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... As the name suggests, the Tri-County Recreational Corridor is a rail trail across three counties in northern Wisconsin connecting the port cities of Superior and Ashland. In the late 1800s, settlers mined the thick pine and hardwood forests along the southern shore of Lake Superior. The railroad took that timber to market along with area farm products. The rail line was, indeed, the lifeblood of frontier commerce.
Today, that same rail bed is the lifeblood of area recreation. In 1987, local government purchased the right-of-way and converted it to a recreational trail for all to enjoy. Since then, the 62-mile trail, which follows Hwy. 2, has been a popular route for ATV enthusiasts, snowmobilers and mountain bikers.
On the trail’s western end, Superior offers a variety of historic and scenic attractions, (see Wild Rivers State Trail). Heading east, the trail is lined with the lush green trees that make up northern Wisconsin. With its hard packed surface, the Corridor is an easy ride that allows you to sit back and take in all the beauty the area has to offer. Along the trail, you might see a variety of wildlife including turkeys, deer, bear and even timber wolves.
Ten miles east of Superior, the trail travels just south of Amnicon Falls State Park. While not accessible from the trail on an ATV, the park is a sanctuary well worth a short hike. It holds many clues to the history of northern Wisconsin. In addition, the Amnicon River cascades over the spectacular rock formations at the park’s upper and lower falls. The park has 36 campsites. Fees apply for parking and camping.
Heading east, the tree-lined trail opens up just west of Poplar, where you can catch a glimpse of the area’s several farms. Food and fuel are available in Poplar, the hometown of Major Richard Bong, the most decorated pilot of World War II. Bong downed 40 enemy planes in the Pacific and earned the Congressional Medal of Honor. The Richard I. Bong WWII Heritage Center in Superior includes a replica of his P-38 fighter, named for his wife “Marge.”
After rolling through farmland, the trail dives into the forest west of Maple, a pleasant crossroads hamlet. From here, the trail parallels the northern edge of Hwy. 2 all the way to Brule, where you’re surrounded by the Brule River State Forest. This 40,000-acre forest protects the Boise Brule River, famous for its whitewater canoeing and trout fishing. The Brule is known as the “River of Presidents,” having been fished by Ulysses Grant, Grover Cleveland, Calvin Coolidge, Herbert Hoover and Dwight Eisenhower.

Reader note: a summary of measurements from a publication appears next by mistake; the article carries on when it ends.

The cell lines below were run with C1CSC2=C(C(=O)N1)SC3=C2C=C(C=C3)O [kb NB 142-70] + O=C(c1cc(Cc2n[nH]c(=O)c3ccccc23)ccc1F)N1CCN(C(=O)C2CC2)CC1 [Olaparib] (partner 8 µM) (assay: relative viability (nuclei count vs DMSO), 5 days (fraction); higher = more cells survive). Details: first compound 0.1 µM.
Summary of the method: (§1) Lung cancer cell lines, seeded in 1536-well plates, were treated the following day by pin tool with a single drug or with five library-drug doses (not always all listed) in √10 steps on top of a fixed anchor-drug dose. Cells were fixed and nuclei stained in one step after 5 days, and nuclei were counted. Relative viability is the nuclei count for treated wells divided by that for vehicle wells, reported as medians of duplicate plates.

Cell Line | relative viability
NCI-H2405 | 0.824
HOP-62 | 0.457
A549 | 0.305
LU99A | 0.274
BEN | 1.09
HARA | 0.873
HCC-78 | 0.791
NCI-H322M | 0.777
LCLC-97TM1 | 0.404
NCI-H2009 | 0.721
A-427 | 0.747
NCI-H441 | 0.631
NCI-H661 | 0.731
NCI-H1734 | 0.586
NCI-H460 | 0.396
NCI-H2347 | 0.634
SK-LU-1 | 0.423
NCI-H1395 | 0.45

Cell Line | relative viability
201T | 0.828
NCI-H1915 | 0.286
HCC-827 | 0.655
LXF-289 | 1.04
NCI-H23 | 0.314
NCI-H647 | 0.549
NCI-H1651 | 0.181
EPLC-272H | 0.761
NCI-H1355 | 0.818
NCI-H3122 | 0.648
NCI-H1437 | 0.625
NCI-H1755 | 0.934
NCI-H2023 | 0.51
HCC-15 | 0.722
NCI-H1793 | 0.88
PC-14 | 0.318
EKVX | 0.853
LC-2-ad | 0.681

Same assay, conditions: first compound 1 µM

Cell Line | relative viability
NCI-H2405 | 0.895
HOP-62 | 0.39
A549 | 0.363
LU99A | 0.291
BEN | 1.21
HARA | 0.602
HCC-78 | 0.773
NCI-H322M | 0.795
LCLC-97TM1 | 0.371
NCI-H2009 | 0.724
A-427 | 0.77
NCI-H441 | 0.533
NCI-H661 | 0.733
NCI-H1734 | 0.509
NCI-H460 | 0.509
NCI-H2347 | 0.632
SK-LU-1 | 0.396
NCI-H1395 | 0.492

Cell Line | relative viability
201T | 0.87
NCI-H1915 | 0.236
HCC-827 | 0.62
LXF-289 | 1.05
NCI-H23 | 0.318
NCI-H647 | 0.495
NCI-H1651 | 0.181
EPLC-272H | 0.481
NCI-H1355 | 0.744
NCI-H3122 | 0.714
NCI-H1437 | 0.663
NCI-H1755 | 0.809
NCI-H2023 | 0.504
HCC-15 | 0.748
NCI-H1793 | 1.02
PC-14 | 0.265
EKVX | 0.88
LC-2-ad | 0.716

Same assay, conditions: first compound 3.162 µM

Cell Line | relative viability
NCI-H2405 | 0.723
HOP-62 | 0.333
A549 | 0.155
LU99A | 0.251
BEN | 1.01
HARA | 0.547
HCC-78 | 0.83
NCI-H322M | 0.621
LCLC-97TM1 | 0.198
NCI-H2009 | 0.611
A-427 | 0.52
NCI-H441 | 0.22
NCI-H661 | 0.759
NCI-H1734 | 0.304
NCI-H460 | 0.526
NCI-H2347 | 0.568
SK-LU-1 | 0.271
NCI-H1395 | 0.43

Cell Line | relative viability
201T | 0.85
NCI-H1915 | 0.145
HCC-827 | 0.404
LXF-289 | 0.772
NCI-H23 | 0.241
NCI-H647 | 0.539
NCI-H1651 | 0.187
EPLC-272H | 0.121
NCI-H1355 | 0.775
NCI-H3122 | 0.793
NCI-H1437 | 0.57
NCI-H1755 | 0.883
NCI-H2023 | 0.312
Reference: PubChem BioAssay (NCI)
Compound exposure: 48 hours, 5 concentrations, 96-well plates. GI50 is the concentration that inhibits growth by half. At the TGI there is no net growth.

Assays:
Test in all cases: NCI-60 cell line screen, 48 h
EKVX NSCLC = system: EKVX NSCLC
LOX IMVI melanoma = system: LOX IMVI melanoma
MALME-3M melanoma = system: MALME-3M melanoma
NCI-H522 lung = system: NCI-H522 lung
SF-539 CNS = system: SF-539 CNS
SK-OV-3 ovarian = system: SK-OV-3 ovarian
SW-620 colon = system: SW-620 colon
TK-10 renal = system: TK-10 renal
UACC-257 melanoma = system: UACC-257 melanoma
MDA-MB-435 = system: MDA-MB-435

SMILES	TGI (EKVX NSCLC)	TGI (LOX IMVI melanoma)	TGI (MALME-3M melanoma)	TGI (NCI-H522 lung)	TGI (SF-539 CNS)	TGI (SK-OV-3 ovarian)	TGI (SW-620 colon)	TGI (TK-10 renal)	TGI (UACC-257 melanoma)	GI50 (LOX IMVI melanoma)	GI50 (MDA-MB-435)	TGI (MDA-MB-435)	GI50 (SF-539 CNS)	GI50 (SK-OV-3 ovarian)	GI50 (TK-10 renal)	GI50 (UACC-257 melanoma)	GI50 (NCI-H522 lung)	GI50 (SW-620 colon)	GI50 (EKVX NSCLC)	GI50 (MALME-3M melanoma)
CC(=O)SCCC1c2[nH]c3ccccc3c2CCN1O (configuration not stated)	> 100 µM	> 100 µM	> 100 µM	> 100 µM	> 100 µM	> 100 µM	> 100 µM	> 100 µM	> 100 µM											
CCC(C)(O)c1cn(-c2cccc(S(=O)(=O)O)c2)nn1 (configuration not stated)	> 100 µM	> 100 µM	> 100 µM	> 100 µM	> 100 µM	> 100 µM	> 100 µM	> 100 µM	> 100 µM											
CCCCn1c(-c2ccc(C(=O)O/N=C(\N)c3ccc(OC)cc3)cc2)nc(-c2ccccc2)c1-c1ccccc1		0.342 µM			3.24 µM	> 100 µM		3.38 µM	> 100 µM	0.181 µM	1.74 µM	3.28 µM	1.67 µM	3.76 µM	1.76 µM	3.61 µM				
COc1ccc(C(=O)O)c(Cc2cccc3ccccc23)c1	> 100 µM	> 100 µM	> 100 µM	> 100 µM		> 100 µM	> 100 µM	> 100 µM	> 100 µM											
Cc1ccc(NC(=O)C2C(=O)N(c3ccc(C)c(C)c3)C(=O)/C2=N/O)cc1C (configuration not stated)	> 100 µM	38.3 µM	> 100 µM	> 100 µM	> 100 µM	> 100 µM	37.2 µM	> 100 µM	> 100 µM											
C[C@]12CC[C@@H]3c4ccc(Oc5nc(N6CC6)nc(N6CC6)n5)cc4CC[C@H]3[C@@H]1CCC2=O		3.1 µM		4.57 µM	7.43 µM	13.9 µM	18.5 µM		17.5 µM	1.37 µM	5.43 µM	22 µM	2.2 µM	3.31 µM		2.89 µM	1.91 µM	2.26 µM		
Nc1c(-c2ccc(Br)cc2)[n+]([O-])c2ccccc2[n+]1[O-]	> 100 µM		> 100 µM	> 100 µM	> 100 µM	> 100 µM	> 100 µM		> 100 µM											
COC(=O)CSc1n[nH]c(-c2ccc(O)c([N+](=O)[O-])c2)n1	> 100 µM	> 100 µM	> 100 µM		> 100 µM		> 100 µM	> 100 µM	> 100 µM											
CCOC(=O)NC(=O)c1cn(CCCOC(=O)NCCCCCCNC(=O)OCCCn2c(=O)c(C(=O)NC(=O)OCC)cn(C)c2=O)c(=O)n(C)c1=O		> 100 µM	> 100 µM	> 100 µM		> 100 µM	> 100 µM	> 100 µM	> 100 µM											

Just to the east, you cross into Bayfield County and head into Iron River. The former logging town welcomes ATV riders with a full slate of services including lodging, dining, and ATV rental and repair. From here you can connect to the expansive Valhalla Trail system.
On the last leg of the Tri-County, from Iron River to Ashland, you’ll traverse 25 miles of varied terrain. The first half is heavily wooded, especially through a four-mile lobe of the Chequamegon-Nicolet National Forest. As the trail clears the forest, it doglegs north, then east again through more open farmland to Ashland.
In Ashland, you’ll find all the amenities and plenty to do. A series of seven giant murals painted on downtown buildings depicts the city’s history. Just west of town the Northern Great Lakes Visitor Center offers interpretive and historic exhibits, visitor information and trip planning. Best of all, from the trailhead on Sanborn Avenue it’s a short walk to Chequamegon Bay on Lake Superior. The views of the big lake are a great way to start or end a day’s ride.